Philadelphia, PA 19106
(215) 238-2871
 

Title VI Complaint Form [0.1 MB pdf]

Environmental Justice

The federal government defines environmental justice as, "the fair treatment and meaningful involvement of all people regardless of race, color, national origin, or income with respect to the development, implementation, and enforcement of environmental laws, regulations, and policies." Fair treatment means that no group of people, including a racial, ethnic, or socioeconomic group, should bear a disproportionate share of the negative environmental consequences resulting from industrial, municipal, and commercial operations or the execution of federal, state, local, and tribal programs and policies.

Environmental Justice Analysis

Interactive Web Map and Data Application

Use this interactive map to view and identify Environmental Justice (EJ) sensitive areas within the DVRPC region. Review the Indicators of Potential Disadvantage (IPD) analysis, 2010 Census tract level population and household demographics, as well as download Census tract level data.
(Last Updated: October 2014)

EJ Maps

As the MPO for the nine-county region, DVRPC is charged with evaluating plans and programs for environmental justice (EJ) sensitivity. This process includes:

  • examining the allocation of benefits and burdens, both for the current context and for the planned future;
  • ensuring that minority and low-income communities are treated equitably in the provision of transportation services and projects; and
  • providing ample opportunity for full participation for minority and low-income communities to advise the MPO during its planning and decision-making process.

Title VI of the Civil Rights Act and the Executive Order on Environmental Justice (#12898) do not provide specific guidance to evaluate EJ issues within a region's transportation planning process. Therefore, MPOs must devise their own methods for ensuring that EJ issues are investigated and evaluated in transportation decision-making. In 2001, DVRPC developed an EJ technical assessment to identify direct and disparate impacts of its plans, programs, and planning process on defined population groups in the Delaware Valley region. This assessment, the Indicators of Potential Disadvantage, formerly called the Degrees of Disadvantage (DoD) Methodology, is utilized in a variety of DVRPC plans and programs.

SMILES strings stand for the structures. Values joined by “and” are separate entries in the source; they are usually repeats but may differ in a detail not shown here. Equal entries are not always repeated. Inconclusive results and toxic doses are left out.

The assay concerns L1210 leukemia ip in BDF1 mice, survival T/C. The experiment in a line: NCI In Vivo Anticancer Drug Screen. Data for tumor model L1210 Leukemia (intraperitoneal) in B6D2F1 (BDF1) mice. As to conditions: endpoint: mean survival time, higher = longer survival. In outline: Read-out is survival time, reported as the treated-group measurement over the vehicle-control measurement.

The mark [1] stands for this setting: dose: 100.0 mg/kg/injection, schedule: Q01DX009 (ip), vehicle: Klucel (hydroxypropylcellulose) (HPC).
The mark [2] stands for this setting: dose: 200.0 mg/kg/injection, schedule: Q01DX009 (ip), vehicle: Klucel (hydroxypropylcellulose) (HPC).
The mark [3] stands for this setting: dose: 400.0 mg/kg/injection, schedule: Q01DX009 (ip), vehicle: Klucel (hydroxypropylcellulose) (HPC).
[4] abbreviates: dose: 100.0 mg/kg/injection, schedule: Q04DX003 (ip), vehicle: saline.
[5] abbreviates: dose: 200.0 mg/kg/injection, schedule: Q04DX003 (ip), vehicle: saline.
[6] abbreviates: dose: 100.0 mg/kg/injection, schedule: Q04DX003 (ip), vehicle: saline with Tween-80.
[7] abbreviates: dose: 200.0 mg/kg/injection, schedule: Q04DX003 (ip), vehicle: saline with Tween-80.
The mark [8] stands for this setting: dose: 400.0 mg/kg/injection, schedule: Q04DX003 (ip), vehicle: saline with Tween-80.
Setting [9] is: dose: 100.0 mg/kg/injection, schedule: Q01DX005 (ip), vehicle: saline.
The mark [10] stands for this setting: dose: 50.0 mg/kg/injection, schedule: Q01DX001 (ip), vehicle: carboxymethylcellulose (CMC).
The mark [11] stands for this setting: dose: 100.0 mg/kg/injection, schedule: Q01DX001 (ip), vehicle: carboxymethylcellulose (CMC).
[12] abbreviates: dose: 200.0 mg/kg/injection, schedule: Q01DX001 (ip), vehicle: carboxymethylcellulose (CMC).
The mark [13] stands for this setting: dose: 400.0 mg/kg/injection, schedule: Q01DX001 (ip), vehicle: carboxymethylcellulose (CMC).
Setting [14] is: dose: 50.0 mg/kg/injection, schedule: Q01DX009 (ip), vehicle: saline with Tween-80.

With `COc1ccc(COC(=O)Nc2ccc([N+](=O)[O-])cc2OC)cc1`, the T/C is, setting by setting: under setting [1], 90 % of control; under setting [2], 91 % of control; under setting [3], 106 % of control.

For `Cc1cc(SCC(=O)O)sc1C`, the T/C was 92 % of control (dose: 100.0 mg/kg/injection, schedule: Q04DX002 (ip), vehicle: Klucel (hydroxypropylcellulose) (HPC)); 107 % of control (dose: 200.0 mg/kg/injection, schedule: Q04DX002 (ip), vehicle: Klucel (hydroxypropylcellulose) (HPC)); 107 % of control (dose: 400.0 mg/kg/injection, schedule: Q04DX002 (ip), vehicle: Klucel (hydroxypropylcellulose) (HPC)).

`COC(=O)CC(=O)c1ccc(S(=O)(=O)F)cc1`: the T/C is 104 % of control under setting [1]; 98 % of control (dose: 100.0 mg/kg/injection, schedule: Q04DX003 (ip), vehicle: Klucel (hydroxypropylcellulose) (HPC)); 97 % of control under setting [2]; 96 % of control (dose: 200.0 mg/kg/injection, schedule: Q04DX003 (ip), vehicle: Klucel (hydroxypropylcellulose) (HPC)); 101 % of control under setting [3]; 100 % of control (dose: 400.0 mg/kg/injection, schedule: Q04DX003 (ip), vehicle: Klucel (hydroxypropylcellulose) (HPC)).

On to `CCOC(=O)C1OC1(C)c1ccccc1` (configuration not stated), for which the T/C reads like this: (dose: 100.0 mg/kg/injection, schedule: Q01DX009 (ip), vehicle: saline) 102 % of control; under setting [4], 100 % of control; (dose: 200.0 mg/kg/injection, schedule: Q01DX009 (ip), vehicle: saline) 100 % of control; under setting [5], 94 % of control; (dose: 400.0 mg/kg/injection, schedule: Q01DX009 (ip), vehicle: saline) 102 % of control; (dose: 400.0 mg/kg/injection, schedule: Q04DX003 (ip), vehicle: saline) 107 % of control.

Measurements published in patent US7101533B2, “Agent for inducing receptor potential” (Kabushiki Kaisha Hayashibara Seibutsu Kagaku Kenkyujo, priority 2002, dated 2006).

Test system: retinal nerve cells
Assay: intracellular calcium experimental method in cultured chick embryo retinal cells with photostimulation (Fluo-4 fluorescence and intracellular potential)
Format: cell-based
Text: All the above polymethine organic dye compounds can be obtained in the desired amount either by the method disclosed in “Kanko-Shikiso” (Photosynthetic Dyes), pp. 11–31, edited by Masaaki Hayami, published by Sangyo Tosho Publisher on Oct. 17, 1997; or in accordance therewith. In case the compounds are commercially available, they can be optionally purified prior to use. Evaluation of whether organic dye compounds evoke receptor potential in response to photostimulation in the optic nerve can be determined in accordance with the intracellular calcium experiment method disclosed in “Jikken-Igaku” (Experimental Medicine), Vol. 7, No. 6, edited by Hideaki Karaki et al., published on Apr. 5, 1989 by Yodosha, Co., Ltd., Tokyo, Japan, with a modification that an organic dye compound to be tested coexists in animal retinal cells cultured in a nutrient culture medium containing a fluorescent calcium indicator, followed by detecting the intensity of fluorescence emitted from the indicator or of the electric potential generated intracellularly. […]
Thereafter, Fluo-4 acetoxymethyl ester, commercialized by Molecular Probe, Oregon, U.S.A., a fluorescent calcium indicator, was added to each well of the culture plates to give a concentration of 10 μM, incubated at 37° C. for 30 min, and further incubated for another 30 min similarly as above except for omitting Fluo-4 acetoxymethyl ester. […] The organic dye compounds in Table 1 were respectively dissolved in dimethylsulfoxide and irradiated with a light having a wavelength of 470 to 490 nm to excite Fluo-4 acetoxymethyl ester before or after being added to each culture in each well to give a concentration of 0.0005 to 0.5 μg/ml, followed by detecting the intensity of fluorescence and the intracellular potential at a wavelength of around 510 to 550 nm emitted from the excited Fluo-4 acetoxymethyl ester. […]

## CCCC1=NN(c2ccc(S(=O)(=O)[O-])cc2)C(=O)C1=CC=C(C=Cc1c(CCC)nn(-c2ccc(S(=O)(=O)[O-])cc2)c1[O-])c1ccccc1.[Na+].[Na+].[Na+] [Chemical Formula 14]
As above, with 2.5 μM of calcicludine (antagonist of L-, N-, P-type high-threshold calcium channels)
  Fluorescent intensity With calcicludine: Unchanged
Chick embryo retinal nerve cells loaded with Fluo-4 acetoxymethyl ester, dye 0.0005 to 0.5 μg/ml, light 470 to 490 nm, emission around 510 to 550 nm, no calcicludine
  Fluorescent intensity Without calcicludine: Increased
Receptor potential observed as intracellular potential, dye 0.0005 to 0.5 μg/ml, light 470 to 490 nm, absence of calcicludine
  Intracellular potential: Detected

Using U.S. Census data, a snapshot of the region is created, mapping the locations of identified EJ populations. The current list of populations identified by DVRPC's IPD methodology are:

  • non-Hispanic minority;
  • Hispanic;
  • Limited English Proficiency (LEP);
  • persons with a physical disability;
  • elderly over 75 years of age;
  • carless households;
  • female head of household with child; and
  • households in poverty.

Broadly speaking, DVRPC's methodology:

  • identifies the impacted groups;
  • locates them in the region;
  • plots key destinations — such as employment or health care locations — that these population groups would access;
  • overlays these destinations with the region's existing and proposed transportation network; and
  • determines what transportation service gaps exist for these disadvantaged groups.

Environmental Justice at DVRPC

Background on and a full definition of the IPD Methodology, as well as an overview and highlights of DVRPC Title VI and EJ activities are included in Environmental Justice at DVRPC, a report created by DVRPC staff every fiscal year. Descriptions for each project or program that utilize DVRPC's IPD Methodology are discussed, including a TIP analysis and corridor studies. Additional Title VI staff education and public participation efforts are also included in the report.

Copies of the report are available as PDF below:

Planner's Methodology

DVRPC has developed a Planner's Methodology, which is designed to provide guidance to staff in meeting Title VI and EJ mandates and structuring a public participation plan at the project or study level. How meaningful public participation is gathered and implemented into a planning process may differ widely, depending on the type and scope of the project. The Planner's Methodology sets a framework for developing individual public participation plans for specific projects, offers a "tool kit" of public participation strategies, and offers instruction on how to utilize DVRPC's IPD methodology, as well as an overview of Title VI and EJ mandates. Overall, the Planner's Methodology builds upon DVRPC's philosophy and intent to place public participation, Title VI, and EJ at the forefront of the Commission's priorities.